Called Training Plus, this new programme will supplement the generic, mandatory training. “Training Plus will give our officers at least another one to two days’ training a year, which is client and company-specific,” explains Bluestone. “The impact on training is that it’s becoming more tailored and bespoke. We’re designing programmes that are sector and client-specific – and we’re initiating it.”
So, for guards working in roles with a high-public interface, training could focus on customer care, while those in warehousing could build skills in maintaining ‘sterility of surroundings’ and dealing with suspicious packages. Training will be provided mainly by Bluestone’s in-house team, but external providers will be brought in where there is a specific need.
Most critical to the delivery of Training Plus, though, will be a team of 13 in-house ‘support trainers’ supplementing Bluestone’s team of day-to-day trainers. “Our support trainers’ normal duties are as contract managers or portfolio shift managers out in the regions. Last year, these people were identified as potential trainers and they are now all City & Guilds qualified. A lot of Training Plus programmes are delivered on site, and these people are based on the ground, in the business, with detailed knowledge of the business.”
Impact of training
Bluestone is passionate about the impact training for contract guards can have not just on the business, but on employee satisfaction. “They’re often in static guarding roles. It’s easy when you’re stationary to get bored and de-motivated. The training reconnects them with their raison d’tre. When you train security officers, they’re born again.”
Interactive sessions, particularly scenario exercises, such as with improvised explosive devices, prove most popular and motivating. “It helps rejuvenate them about why they’re doing the job. It re-kindles them.”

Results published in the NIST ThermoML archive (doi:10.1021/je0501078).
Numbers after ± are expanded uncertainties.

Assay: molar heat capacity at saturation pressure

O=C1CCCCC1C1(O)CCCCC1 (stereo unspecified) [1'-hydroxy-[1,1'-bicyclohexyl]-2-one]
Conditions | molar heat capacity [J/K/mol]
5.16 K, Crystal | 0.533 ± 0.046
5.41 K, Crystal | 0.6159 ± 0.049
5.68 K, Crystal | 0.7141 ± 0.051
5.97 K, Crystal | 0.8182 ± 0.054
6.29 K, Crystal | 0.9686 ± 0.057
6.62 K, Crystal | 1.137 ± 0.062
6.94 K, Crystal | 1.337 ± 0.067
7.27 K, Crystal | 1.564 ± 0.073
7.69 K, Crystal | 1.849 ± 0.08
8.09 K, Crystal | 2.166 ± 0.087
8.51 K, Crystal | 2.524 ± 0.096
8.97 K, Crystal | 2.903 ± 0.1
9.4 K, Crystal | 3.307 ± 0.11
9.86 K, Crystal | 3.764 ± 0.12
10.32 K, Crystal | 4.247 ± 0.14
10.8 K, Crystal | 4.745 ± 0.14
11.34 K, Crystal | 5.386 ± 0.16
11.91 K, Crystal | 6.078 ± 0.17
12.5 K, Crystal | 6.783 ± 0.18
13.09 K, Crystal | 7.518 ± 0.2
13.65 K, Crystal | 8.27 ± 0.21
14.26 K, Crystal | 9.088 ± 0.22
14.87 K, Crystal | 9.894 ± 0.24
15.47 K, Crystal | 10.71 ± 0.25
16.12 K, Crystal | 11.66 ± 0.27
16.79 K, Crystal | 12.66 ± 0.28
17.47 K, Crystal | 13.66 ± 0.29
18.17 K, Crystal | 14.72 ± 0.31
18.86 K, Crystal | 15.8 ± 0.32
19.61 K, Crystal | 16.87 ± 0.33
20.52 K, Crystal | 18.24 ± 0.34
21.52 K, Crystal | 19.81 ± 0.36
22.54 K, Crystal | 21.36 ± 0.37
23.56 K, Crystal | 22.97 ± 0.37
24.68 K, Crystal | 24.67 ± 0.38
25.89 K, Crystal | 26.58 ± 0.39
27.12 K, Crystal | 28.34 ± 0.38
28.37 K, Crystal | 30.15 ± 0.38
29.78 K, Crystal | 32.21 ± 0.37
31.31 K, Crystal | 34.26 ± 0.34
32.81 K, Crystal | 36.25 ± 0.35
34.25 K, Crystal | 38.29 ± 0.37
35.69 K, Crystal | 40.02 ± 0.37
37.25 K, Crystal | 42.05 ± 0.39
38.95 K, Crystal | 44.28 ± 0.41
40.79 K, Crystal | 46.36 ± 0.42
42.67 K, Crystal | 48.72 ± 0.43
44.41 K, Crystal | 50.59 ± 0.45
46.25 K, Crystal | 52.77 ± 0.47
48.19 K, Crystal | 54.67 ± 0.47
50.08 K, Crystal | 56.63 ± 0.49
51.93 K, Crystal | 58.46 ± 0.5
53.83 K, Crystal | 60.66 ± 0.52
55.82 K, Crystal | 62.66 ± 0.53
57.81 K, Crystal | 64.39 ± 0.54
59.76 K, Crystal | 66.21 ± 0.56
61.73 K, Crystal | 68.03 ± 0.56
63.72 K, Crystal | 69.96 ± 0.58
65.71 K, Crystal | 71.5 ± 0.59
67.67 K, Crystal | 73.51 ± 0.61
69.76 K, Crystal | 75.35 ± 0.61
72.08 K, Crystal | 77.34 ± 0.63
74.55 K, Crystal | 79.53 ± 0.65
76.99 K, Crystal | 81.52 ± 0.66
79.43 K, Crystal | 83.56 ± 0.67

Alongside the investment in training to meet the licencing requirements for contract guards and the enhanced offering under Training Plus, Initial is improving training for its 300 sales and contract management teams that manage client relationships on the ground – training that was previously limited to conventional management skills and behaviours, says Bluestone. “The one weakness was security management, our core business, so we needed to do more to upskill our sales and management staff.”
He explains: “We know our clients are sophisticated, with many of our buyers having detailed knowledge of security management. They want to deal with someone they know understands their professional issues, which means our people need to be able to talk about the threats to clients’ businesses and understand how to respond.”
The investment in training at Initial has, not surprisingly, seen the company’s training spend increase significantly, particularly in the last year. “Our annual training budget is approaching 1m – part of it driven by the regulation, coupled with our plan to take it a stage further, well beyond the minimum requirements.”